As previously mentioned, investing in either account is a great call for your future. But depending on where you are right now financially, one might be a better fit than the other.

If you’re looking to tuck money away but can acknowledge that you may need to dip into your savings from time to time (life loves to throw pricey curve balls sometimes), you’d probably be best off with a TFSA. It’s also a great option if you want to save for short-term goals, like taking a trip or putting a down payment on a car. It gives you the opportunity to save and invest, meaning your money can potentially grow on its own without being locked in.

On the other hand, if you’re in a financial position to put money away for a long-term period, an RRSP may suit you better. Depending on your yearly income, the tax deductions that come with RRSP contributions could prove to be very beneficial in the short-term. Plus, an RRSP grants you access to the Lifelong Learning Plan and Home Buyer’s Plan, which respectively allow you to make tax-free withdrawals for going to school or a down payment on your first home up to a maximum amount.

Want more insight on choosing the right account for your investments? Take an in-depth dive with our blog to see which account will best suit your needs. If you want a bit more info on TFSAs and RRSPs, we’re happy to provide you with it through the links below:

Learn more about TFSAs Learn more about RRSPs

How do I get started?

Whichever account you choose, Questrade is here to support you along the way. You can open an account entirely online, and it only takes a few minutes to get started. Whenever you’re ready to jump in, we’re happy to help you invest.

Choose your account

If you enjoyed this post, please consider sharing it on Facebook or Twitter!

P.S. We’d love to meet you on Twitter or on Facebook

The information in this blog is for information purposes only and should not be used or construed as financial or investment advice by any individual. Information obtained from third parties is believed to be reliable, but no representations or warranty, expressed or implied is made by Questrade, Inc., its affiliates or any other person to its accuracy.

  • When is the contribution deadline, how do contribution limits work?
  • What is an RRSP and how does it work?
  • Am I limited to one? Is there any rule against having multiple
mother and child working on the table

Between work, cooking healthy meals for the family, and taking Sidney Jr. to hockey 3 times a week, you barely have time to sleep let alone think about retirement. So here’s everything you need to know for the 2022 RRSP season so you can get your ducks in a row and maybe, just maybe, leave yourself enough time for a nap.

The future is now. As in, I’ve got stuff to do right now, I can’t worry about the future. Here’s a quick guide to help you feel good about your future retirement so you can get back to whatever your day throws at you.

The important things to know this year

When is the RRSP contribution deadline?

March 1, 2022

What is the RRSP contribution limit?

The short answer: the 2021 RRSP contribution limit is 18% of income you reported on your Canadian tax return from the previous year, up to a maximum of $29,210. The 2020 maximum was $27,230.

The long answer: the total amount you can contribute is based on your contribution limit for the current year AND any unused room from previous years. The CRA lets you carry forward unused contribution room indefinitely.

Example

If you earned $50,000 pre-tax income in 2021, your contribution limit would be:

$9,000 ($50,000 x 0.18) + any unused contribution room from previous years.

You can find your remaining contribution limit on your notice of assessment or logging into your CRA my account.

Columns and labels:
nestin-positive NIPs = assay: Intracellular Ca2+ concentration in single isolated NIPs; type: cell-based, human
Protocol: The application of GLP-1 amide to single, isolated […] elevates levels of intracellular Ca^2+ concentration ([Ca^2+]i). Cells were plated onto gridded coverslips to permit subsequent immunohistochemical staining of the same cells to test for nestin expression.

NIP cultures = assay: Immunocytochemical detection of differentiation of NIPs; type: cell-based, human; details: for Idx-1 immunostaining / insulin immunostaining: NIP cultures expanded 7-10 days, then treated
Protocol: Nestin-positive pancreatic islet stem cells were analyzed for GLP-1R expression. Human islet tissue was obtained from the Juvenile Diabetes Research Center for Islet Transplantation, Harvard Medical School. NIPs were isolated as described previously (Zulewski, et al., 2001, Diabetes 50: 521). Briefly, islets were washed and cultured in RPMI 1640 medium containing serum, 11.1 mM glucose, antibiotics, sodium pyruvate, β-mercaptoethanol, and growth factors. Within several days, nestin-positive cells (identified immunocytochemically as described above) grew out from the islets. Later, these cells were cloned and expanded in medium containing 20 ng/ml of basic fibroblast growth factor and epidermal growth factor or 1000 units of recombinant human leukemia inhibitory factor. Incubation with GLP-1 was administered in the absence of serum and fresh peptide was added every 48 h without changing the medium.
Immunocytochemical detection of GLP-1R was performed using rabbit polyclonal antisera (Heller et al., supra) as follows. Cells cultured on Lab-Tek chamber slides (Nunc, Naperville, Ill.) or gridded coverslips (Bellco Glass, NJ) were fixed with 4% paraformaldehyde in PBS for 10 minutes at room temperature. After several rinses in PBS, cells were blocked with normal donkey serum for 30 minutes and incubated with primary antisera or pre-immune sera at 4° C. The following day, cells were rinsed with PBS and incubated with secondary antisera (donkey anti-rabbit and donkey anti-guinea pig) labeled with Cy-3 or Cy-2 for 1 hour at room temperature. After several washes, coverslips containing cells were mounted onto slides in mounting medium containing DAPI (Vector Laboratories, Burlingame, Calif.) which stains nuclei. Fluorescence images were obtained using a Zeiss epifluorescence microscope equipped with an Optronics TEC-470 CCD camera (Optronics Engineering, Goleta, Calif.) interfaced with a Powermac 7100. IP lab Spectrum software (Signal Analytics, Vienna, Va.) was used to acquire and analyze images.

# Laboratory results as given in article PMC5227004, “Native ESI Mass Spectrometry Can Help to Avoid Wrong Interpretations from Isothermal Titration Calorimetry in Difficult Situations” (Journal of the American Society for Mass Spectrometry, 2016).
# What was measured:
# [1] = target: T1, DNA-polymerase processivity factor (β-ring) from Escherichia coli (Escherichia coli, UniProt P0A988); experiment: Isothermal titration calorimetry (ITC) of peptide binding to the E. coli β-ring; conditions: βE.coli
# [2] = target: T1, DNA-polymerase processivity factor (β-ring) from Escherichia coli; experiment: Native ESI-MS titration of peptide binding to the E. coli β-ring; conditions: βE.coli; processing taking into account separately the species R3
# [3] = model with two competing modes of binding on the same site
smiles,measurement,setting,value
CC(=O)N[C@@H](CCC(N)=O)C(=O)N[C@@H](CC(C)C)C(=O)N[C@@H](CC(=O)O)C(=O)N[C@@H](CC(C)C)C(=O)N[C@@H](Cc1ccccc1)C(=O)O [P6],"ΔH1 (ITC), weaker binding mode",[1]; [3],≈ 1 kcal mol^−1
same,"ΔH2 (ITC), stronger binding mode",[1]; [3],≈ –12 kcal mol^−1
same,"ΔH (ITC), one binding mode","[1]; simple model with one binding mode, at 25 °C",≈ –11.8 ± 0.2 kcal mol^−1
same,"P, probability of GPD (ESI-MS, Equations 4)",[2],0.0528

Moving your RRSP

While the deadline and contribution limit rules are universal, not all RRSPs are created equal. Many are bloated with fees that eat into your retirement savings. If you find your RRSP is weighed down by high fees, you can move it to another financial institution. Many Canadians assume there are tax penalties to do so, but that’s a common misconception. There are no tax penalties for moving an RRSP from one financial institution to another so long as you transfer between registered accounts of the same type (such as from an RRSP to another RRSP).

However, you may be charged a transfer-out fee for leaving. This transfer fee is usually covered by the financial institution you’re bringing your RRSP to. (Depending on the transfer, any fees for selling stocks in your account usually aren’t covered.)

You can move an account from another Canadian broker to Questrade and we’ll pay your transfer out fees up to $150. No minimum balance needed. Learn more.

Having multiple RRSPs

If you’re interested in a lower fee alternative, but aren’t ready to shift your entire RRSP, you can open a second RRSP. As long as you don’t go over your total contribution room, there’s no rule against having multiple RRSPs. If you have a feeling your RRSP isn’t at the right place to get you to retirement, you can open a Questrade RRSP account. Don’t have the time to switch your existing one over right away? Simply open a new RRSP and deposit your contribution there.

Reminder: when you open a Questrade account in 2022, we’ll donate a day’s worth of meals to Food Banks Canada. Just another way to add to the benefits of an RRSP.

Learn more about Questrade RRSPs

What do I need to open an account?

Opening an RRSP at Questrade is fast, easy and can be done entirely online.

You’ll need your SIN card and a photo ID (like a driver’s licence). And you’ll have to fill out some forms registering the account with the CRA.

There are two ways to invest with Questrade:

  • Self-directed investing: Build your own investment portfolio, buying and selling the stocks, options, ETFs and more yourself. Get Details
  • Questwealth Portfolios: Get a pre-built lower-fee portfolio designed by experts to help you achieve your financial goals faster. Get details

An RRSP account can be opened no matter how you want to invest.

Open an account

That’s it. You’re ready for RRSP season 2022. Now get going, the contribution deadline will be here quicker than you think.

If you enjoyed this post, please consider sharing it on Facebook or Twitter!

P.S. We’d love to meet you on Twitter or on Facebook

The information in this blog is for information purposes only and should not be used or construed as financial or investment advice by any individual. Information obtained from third parties is believed to be reliable, but no representations or warranty, expressed or implied is made by Questrade, Inc., its affiliates or any other person to its accuracy.